A group of senior women sat on wide, rectangular platform, built over the water tank. They met every evening for endless conversations dissecting the TV serials, or discussing the news that they had collected during the day from their maids who were the carrier of tales.  The distance from the tank to my balcony was not much, two floors upstairs their murmur was audible. The news that I collected while surfing the net seemed pale against their juicy gossip. At regular intervals, they would glance up to acknowledge my presence.

My relationship with balcony is deep seated. During my growing up days, I was a loner. I tagged along with my mom wherever she went, but I was a child of minute importance, everybody ignored me. I was different, somebody to be left alone. I found solace in balcony. Most of my childhood has been spend in balcony, counting car on a busy road, differentiating vibrant colors on the street, reading ads on the moving buses, it’s the little game I played on my own. I didn’t need friends to sit with me in the balcony. I was happy when left alone.

One question I always pondered. If one is in balcony, is one inside or outside the house? The fresh wind stays outside, but the warm glow is inside the house.

 Many evenings I sat in my balcony, on a stone bench, cross-legged, with my back against the cool wall. Through the grill cage, I watched the sky change its hues from pink to red to blue to dark blue. I sat there immersed in my own thoughts, the sounds in the building fading away slowly, leaving the silence behind. On other days, I would cuddle up with few soft cushions flung careless against me, and be engrossed in an interesting book.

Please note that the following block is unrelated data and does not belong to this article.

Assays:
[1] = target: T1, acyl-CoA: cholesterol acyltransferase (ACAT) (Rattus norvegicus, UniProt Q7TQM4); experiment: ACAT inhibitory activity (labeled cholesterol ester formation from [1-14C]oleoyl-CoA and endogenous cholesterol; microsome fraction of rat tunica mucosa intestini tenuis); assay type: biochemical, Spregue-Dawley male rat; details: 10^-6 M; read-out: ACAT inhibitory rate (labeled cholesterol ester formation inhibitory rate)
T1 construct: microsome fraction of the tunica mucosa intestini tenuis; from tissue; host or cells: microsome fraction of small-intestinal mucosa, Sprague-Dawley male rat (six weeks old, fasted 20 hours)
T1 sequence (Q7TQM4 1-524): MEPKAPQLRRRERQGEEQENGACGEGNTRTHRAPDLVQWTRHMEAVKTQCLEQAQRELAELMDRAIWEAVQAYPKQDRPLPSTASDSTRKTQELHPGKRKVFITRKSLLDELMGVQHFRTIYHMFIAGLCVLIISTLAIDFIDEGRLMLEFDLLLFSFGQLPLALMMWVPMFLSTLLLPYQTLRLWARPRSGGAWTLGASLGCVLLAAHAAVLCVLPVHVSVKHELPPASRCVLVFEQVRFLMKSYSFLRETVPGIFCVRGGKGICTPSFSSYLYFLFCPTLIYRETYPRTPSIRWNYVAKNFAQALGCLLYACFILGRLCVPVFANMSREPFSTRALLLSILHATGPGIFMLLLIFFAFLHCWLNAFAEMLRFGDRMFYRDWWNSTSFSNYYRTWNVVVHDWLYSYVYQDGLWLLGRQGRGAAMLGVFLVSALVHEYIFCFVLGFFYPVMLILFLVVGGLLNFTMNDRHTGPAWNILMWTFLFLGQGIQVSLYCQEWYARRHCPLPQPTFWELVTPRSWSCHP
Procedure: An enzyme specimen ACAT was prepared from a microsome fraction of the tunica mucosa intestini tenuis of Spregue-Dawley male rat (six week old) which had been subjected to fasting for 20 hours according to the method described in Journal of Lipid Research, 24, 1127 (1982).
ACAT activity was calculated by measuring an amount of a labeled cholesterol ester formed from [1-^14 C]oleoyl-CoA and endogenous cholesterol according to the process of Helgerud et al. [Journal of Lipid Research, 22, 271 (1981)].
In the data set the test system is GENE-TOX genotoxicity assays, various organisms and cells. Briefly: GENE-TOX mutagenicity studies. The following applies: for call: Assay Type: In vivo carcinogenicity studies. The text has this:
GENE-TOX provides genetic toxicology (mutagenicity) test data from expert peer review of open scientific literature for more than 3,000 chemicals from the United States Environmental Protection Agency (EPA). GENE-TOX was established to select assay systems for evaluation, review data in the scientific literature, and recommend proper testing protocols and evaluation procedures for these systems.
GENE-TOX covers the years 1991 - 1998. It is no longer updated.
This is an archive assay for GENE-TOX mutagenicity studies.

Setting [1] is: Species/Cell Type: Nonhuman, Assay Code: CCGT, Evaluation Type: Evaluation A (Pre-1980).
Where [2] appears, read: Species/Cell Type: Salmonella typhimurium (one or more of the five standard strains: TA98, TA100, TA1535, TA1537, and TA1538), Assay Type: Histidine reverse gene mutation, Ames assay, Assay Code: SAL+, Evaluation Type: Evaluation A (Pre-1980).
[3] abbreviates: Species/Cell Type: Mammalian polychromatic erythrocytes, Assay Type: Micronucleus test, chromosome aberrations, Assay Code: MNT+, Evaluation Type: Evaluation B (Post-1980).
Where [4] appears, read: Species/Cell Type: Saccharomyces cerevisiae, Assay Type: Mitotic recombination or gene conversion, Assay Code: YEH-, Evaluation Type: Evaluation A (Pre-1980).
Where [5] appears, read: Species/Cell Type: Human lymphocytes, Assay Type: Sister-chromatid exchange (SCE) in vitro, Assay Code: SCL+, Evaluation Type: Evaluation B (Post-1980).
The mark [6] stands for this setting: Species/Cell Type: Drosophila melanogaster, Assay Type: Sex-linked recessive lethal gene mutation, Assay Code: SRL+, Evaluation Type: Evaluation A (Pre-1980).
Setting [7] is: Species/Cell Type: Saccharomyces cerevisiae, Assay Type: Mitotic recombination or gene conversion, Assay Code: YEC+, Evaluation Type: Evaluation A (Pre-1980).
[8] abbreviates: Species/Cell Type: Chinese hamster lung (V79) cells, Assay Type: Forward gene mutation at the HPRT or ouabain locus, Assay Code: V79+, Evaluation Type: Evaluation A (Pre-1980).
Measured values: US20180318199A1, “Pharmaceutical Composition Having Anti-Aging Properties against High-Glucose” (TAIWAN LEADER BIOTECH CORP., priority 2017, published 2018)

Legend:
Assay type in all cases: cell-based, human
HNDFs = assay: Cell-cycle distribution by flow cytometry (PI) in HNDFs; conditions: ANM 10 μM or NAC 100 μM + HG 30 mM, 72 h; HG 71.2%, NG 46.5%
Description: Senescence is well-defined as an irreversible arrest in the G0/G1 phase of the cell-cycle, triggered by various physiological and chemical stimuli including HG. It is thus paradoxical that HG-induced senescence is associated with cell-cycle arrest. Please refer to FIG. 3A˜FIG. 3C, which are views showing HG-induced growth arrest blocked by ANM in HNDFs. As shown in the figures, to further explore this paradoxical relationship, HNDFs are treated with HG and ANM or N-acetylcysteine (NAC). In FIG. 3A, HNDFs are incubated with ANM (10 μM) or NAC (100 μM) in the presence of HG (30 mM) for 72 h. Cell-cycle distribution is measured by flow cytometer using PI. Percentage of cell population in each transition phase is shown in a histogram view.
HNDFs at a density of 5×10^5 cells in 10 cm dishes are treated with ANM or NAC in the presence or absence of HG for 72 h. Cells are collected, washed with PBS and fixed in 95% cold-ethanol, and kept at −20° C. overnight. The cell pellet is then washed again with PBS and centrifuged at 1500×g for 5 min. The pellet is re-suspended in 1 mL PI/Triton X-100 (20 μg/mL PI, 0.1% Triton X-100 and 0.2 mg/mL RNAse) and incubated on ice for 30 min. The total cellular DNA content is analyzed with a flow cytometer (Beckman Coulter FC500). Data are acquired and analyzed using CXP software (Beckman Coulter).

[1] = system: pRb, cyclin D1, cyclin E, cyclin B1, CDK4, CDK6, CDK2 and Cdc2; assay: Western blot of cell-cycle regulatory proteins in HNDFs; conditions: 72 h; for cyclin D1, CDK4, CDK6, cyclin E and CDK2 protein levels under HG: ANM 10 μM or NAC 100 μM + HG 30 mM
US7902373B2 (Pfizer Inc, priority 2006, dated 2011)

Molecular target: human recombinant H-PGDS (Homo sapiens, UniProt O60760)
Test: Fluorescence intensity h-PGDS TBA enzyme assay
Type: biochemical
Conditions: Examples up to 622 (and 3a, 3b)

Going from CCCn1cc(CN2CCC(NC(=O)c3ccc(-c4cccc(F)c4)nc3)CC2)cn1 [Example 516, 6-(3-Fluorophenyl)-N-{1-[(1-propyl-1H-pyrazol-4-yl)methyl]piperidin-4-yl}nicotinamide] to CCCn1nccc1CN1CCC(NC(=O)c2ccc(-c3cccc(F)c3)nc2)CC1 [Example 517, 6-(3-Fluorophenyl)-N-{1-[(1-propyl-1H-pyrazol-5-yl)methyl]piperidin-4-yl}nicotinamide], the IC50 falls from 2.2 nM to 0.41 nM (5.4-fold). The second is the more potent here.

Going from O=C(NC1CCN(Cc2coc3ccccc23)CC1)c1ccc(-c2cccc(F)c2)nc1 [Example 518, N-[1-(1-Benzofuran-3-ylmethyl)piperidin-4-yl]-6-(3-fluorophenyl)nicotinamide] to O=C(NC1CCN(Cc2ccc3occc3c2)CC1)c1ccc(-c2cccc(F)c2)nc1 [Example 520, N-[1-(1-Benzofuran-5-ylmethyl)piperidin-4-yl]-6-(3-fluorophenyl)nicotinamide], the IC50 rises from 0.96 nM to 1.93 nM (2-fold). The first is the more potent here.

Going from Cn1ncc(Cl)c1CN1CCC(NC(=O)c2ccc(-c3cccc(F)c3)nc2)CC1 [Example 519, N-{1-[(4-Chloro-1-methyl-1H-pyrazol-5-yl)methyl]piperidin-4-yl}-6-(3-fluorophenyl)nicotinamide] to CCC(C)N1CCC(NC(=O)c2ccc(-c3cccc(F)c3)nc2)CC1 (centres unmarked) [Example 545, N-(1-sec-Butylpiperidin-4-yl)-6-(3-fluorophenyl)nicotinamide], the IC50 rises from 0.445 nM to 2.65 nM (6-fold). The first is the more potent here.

My balcony was also my rendezvous, a place to entertain my friends. We sat in the balcony, munching on snack and sipping coffee. The fresh air lifted our spirit. Laughter and happiness filled the crevices of the walls. Even on sleepless night, balcony was my refuge. Suspended mid-air between heaven and earth, I could solve the undeniable inner conflicts, I would sit under stars, watching the moon till the eyes drooped.

I miss my balcony. There is none in my new house. There are just windows that have been covered with long curtains. I feel claustrophobic sitting inside four walls.

After I moved from my old house, I revisited the lane to have a look at my balcony that I had loved so dearly. The grills and doors of my balcony had vanished. It was bare, with its mouth wide open; it looked like an old man without its dentures. I heard it complain that I had abandoned it. I could not bear to look at it.